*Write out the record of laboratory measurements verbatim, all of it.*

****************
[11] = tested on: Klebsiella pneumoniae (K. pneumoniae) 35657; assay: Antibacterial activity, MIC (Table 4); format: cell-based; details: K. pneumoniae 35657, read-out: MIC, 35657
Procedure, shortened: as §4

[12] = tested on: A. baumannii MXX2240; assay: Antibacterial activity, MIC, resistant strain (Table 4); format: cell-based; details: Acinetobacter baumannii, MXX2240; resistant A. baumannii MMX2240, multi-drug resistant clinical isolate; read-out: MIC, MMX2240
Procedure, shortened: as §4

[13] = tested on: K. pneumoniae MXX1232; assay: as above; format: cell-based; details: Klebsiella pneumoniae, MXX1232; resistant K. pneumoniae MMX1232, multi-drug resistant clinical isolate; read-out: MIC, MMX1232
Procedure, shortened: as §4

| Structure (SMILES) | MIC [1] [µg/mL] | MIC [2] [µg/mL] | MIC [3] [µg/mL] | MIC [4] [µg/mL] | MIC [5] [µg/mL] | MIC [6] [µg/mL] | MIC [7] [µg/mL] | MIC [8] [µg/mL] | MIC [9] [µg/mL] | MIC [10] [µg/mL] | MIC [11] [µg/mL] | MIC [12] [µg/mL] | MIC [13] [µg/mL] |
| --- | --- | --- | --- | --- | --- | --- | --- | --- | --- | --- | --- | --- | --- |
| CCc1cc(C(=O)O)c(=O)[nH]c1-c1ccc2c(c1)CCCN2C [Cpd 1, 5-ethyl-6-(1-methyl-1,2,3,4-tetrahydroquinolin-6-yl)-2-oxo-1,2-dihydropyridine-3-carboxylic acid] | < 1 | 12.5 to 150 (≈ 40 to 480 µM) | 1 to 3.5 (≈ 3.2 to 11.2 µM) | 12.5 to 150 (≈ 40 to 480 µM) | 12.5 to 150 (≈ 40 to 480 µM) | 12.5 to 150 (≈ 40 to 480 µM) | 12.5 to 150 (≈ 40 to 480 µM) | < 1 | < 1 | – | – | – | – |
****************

[11] = tested on: Klebsiella pneumoniae (K. pneumoniae) 35657; assay: Antibacterial activity, MIC (Table 4); format: cell-based; details: K. pneumoniae 35657, read-out: MIC, 35657
Procedure, shortened: as §4

[12] = tested on: A. baumannii MXX2240; assay: Antibacterial activity, MIC, resistant strain (Table 4); format: cell-based; details: Acinetobacter baumannii, MXX2240; resistant A. baumannii MMX2240, multi-drug resistant clinical isolate; read-out: MIC, MMX2240
Procedure, shortened: as §4

[13] = tested on: K. pneumoniae MXX1232; assay: as above; format: cell-based; details: Klebsiella pneumoniae, MXX1232; resistant K. pneumoniae MMX1232, multi-drug resistant clinical isolate; read-out: MIC, MMX1232
Procedure, shortened: as §4

| Structure (SMILES) | MIC [1] [µg/mL] | MIC [2] [µg/mL] | MIC [3] [µg/mL] | MIC [4] [µg/mL] | MIC [5] [µg/mL] | MIC [6] [µg/mL] | MIC [7] [µg/mL] | MIC [8] [µg/mL] | MIC [9] [µg/mL] | MIC [10] [µg/mL] | MIC [11] [µg/mL] | MIC [12] [µg/mL] | MIC [13] [µg/mL] |
| --- | --- | --- | --- | --- | --- | --- | --- | --- | --- | --- | --- | --- | --- |
| CCc1cc(C(=O)O)c(=O)[nH]c1-c1ccc2c(c1)CCCN2C [Cpd 1, 5-ethyl-6-(1-methyl-1,2,3,4-tetrahydroquinolin-6-yl)-2-oxo-1,2-dihydropyridine-3-carboxylic acid] | < 1 | 12.5 to 150 (≈ 40 to 480 µM) | 1 to 3.5 (≈ 3.2 to 11.2 µM) | 12.5 to 150 (≈ 40 to 480 µM) | 12.5 to 150 (≈ 40 to 480 µM) | 12.5 to 150 (≈ 40 to 480 µM) | 12.5 to 150 (≈ 40 to 480 µM) | < 1 | < 1 | – | – | – | – |